Herbaceous babes are GO!

Help, it turns out I can grow herbs.

Top L-R: coriander, dill, basil. Bottom L-R: chives, parsley, mint.

I don’t really know how it happened. I’m kidding, of course I know. I bought some herbs and I put them in pots and continued to water them and they’re all doing okay (except for Basil, but he’s got a story). So I guess what I mean to say is, this is unexpected because I’ve never kept herbs alive before. I’ve never kept much alive. I even managed to kill one of those lucky bamboo stalks that a coworker gave me a few years ago. Bamboo’s meant to be really hardy, right? Well, I killed it. I didn’t kill it on purpose, it just happened, because these things always happen to me.

So I’m actually at a bit of a loss with what to do with these herbs now that they’re thriving. I’ve never gotten past the “yay they’re planted I can’t wait until they thrive” stage to the “yay they’re thriving” stage. How do I look after thriving herbs!? Look at that parsley! That parsley is a monster and I don’t know what I’m supposed to do with it! Do I prune it back? Do I lop that enormous stalk off and re-pot it to make another parsley bush? Does that work? When I prune, do I prune it from the base? How do I identify older leaves vs newer leaves? SEE? THOSE ARE JUST MY QUESTIONS ABOUT PARSLEY, I STILL HAVE FIVE OTHER HERBS!

How it all began.

I didn’t start from seeds, of course. Anyone whose thumbs are on the opposite side of the colour wheel to green isn’t that stupid. I started a little big, particularly with the parsley, but that was the only parsley left and I wanted parsley. It’s a good garnish, I guess? My herb choices can all be classified under the heading “I GUESS?”. No, that’s not entirely true. Here’s what I chose, and why I chose it.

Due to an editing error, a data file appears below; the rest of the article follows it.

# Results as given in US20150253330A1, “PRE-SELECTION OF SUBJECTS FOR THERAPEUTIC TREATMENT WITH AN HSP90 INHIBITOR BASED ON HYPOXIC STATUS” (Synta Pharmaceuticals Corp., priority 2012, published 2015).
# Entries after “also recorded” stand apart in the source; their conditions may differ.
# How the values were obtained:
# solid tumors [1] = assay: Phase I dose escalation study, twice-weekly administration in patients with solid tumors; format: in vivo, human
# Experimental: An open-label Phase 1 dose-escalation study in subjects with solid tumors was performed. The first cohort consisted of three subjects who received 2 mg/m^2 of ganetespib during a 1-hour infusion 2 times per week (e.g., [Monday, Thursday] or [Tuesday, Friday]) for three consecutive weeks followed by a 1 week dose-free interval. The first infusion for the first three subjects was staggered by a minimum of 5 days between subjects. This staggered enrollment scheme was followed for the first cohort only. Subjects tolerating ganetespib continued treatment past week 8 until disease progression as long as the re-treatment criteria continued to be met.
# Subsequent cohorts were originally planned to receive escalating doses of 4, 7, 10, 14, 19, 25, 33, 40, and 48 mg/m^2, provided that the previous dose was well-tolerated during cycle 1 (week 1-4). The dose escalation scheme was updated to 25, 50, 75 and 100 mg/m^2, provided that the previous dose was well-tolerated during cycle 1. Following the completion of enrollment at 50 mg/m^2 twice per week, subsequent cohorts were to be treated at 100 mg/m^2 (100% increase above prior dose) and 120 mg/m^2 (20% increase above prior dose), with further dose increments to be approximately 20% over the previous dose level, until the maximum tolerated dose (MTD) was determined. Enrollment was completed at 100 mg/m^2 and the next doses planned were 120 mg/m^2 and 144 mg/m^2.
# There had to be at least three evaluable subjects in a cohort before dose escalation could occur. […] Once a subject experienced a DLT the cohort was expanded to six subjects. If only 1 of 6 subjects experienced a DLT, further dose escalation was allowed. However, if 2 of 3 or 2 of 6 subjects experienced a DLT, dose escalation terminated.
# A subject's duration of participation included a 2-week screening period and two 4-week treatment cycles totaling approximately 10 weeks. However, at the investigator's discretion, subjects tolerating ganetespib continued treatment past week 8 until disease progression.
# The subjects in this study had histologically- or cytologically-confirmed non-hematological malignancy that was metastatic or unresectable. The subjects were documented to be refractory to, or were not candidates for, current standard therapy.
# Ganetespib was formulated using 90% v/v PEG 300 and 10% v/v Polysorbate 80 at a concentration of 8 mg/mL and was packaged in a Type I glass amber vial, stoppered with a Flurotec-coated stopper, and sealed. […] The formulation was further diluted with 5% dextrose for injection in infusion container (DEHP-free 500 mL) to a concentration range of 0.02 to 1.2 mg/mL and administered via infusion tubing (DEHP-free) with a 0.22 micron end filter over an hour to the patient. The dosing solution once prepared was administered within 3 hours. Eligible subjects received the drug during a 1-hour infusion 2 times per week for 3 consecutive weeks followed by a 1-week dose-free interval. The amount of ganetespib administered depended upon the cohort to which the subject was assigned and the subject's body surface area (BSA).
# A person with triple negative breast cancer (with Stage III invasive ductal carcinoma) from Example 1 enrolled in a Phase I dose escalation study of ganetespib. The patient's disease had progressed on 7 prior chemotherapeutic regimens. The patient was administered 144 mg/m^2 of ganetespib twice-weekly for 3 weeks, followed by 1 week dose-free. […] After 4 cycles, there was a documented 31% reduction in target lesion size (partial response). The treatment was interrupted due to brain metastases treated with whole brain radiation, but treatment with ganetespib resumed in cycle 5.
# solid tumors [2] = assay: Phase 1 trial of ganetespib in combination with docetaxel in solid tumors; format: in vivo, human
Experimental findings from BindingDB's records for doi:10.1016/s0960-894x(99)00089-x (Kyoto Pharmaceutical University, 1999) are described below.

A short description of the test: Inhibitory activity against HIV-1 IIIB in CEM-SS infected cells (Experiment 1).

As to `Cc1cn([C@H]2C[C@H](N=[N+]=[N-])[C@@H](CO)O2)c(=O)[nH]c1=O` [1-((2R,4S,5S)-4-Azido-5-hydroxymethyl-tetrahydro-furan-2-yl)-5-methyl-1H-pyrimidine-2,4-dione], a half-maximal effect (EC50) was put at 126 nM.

Parsley: good garnish, I guess? (I wasn’t lying about this one)
Mint: COCKTAILS! Ginuary is on the horizon, after all. STAY ALIVE UNTIL JANUARY, MINT!
Basil: THE GOD OF HERBS
Coriander: people either love you or hate you and BABY I LOVE YOU
Chives: Good soup topping, I guess?
Dill: Good with fish, right?

Those were literally the thoughts I had concerning those herbs when I bought them. Help. Help me. I can’t eat enough fish for all this dill. I don’t even know what to do with coriander. It smells amazing and tastes good in the Thai takeaway I have always procured but I am such a novice in the kitchen, help me. For the love of herbs, help me. I wasn’t even sure the coriander (I call her Corrie (I actually address my plant by a given name, yes)) was going to survive because the first week or so after I planted them it was very windy, and nowhere outside is safe. It got to the point where everything else seemed to be tolerating it but the coriander was horizontal.

AS YOU CAN SEE, THAT’S NO LONGER A PROBLEM.

HELP

The coriander is a monster. Some of the leaves are starting to look different? I think it’s growing seeds? Coriander seeds are a thing, right? WHO KNEW I COULD GROW CORIANDER THIS WELL? (LOOK AT THAT FREAKING PARSLEY, SERIOUSLY.)